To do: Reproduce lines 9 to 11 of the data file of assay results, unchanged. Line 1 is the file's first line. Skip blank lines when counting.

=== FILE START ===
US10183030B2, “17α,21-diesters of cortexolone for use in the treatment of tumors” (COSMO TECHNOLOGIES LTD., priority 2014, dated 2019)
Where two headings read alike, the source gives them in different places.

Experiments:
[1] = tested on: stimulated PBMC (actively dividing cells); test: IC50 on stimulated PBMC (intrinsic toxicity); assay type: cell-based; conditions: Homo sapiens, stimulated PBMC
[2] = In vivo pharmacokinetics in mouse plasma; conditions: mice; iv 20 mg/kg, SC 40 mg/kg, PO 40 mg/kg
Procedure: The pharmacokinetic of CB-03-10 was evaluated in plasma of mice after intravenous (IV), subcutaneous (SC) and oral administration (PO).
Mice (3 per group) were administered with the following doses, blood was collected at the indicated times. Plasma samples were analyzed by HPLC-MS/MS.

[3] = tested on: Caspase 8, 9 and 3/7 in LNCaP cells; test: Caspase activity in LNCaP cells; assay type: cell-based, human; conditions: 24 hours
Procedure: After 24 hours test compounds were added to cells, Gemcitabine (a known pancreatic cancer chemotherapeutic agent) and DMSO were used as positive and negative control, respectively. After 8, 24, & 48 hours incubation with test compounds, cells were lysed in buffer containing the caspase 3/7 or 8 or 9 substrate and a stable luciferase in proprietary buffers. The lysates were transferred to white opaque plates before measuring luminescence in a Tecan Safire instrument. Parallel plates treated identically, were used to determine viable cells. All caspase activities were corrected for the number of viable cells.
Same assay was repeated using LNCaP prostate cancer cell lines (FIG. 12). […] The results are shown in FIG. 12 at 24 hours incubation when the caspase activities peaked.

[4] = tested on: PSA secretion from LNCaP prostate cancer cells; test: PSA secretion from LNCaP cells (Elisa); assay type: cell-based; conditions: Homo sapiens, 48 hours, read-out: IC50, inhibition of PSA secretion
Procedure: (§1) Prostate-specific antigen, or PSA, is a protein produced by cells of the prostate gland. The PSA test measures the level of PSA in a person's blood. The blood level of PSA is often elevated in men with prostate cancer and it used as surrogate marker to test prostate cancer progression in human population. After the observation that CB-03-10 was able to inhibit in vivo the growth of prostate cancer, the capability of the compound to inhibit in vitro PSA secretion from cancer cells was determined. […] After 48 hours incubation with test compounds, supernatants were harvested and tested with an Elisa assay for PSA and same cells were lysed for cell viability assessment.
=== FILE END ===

Procedure: After 24 hours test compounds were added to cells, Gemcitabine (a known pancreatic cancer chemotherapeutic agent) and DMSO were used as positive and negative control, respectively. After 8, 24, & 48 hours incubation with test compounds, cells were lysed in buffer containing the caspase 3/7 or 8 or 9 substrate and a stable luciferase in proprietary buffers. The lysates were transferred to white opaque plates before measuring luminescence in a Tecan Safire instrument. Parallel plates treated identically, were used to determine viable cells. All caspase activities were corrected for the number of viable cells.
Same assay was repeated using LNCaP prostate cancer cell lines (FIG. 12). […] The results are shown in FIG. 12 at 24 hours incubation when the caspase activities peaked.

[4] = tested on: PSA secretion from LNCaP prostate cancer cells; test: PSA secretion from LNCaP cells (Elisa); assay type: cell-based; conditions: Homo sapiens, 48 hours, read-out: IC50, inhibition of PSA secretion